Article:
Trusts are a common component of many estate plans today. People often set up living trusts to hold their assets, including their homes, bank accounts and other property. Many people establish them to hold funds for their children to inherit when they're older. Some trusts can provide protection from creditors and lawsuits. Even if you don't have a trust of your own, you may be the beneficiary of someone else's trust -- perhaps one set up by parents or grandparents.
If you are considering divorce, should you be concerned that your spouse will be entitled to a share of your trust? It all depends. If the trust was set up before you married, it is not considered marital property, and therefore, typically is not subject to division in a divorce.
Here's where it can get complicated, though. If you commingled any of the assets in the trust with marital assets, then your spouse can seek a portion of them. For example, say that you purchased a home while you were single and placed that in your living trust. That home is yours alone -- unless your spouse contributed to paying the mortgage or remodeling it. Then it becomes a marital asset, and they can claim a portion of it in the divorce.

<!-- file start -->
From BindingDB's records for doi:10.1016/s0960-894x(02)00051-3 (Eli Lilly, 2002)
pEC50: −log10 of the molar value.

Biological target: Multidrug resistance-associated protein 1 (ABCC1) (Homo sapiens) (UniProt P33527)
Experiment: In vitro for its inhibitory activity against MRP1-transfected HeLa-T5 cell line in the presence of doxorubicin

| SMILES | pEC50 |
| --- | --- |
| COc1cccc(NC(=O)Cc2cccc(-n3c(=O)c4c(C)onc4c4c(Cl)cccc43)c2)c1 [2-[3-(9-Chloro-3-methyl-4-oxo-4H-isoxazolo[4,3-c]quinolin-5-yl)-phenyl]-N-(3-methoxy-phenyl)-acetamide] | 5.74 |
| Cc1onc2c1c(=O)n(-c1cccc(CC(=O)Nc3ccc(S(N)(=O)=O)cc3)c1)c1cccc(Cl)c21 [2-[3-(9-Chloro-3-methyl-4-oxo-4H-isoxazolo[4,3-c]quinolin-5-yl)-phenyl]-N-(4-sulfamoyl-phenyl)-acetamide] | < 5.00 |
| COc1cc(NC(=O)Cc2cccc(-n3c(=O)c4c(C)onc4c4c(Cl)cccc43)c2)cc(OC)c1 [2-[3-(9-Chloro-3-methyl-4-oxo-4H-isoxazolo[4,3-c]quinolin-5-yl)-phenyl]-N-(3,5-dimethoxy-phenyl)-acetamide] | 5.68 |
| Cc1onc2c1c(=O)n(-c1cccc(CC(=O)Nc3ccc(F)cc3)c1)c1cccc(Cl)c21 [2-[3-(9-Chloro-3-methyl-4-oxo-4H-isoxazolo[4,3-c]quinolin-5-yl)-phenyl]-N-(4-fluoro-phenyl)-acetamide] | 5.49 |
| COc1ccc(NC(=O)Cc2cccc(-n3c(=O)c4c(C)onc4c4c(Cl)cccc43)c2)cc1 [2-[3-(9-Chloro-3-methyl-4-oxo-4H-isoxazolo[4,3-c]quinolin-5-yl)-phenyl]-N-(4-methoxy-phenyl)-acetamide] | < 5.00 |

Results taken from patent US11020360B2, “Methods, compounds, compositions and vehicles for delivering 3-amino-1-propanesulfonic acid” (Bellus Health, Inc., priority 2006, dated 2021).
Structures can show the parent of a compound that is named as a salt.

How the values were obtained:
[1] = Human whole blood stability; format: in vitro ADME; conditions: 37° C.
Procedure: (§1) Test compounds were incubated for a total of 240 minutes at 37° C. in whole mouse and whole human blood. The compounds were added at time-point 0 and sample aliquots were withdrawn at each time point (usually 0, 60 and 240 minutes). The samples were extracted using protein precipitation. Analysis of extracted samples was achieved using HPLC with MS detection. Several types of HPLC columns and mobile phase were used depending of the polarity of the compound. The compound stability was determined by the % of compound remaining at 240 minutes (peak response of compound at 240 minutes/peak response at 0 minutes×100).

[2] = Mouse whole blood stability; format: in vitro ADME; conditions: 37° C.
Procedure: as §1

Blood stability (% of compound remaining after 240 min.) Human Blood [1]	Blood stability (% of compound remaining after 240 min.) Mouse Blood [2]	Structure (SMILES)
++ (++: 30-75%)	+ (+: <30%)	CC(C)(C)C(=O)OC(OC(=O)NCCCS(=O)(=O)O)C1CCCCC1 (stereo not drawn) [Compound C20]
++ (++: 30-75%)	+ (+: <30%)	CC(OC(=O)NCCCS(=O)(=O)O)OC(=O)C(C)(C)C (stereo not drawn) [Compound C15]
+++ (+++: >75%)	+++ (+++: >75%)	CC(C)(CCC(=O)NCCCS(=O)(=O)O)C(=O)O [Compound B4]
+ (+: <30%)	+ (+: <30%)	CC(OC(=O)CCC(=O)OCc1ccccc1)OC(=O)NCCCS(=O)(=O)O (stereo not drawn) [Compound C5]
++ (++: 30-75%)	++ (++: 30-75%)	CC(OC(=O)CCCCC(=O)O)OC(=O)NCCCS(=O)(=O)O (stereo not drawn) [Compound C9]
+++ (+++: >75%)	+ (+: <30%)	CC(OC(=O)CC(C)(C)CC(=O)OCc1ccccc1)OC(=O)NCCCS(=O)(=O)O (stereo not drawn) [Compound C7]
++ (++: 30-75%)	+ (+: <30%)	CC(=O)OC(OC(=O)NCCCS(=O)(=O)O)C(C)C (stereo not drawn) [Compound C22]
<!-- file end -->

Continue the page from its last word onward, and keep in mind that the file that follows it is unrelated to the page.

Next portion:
The best way to "divorce-proof" a trust is to keep all of the assets in it entirely separate from those of your spouse or any of your combined marital assets.
If you're considering divorce or believe that your spouse is, it's important to talk with your attorney not only about trusts you've established but also those on which you're a beneficiary. You want to know what assets -- if any -- your spouse may be able to seek. If you're the beneficiary of any trusts, depending on how they were established, your spouse may be able to use them as a reason not to pay spousal support.
It may be best to discuss these matters with an estate planning attorney as well as a family law attorney -- or an attorney with experience in both areas of the law.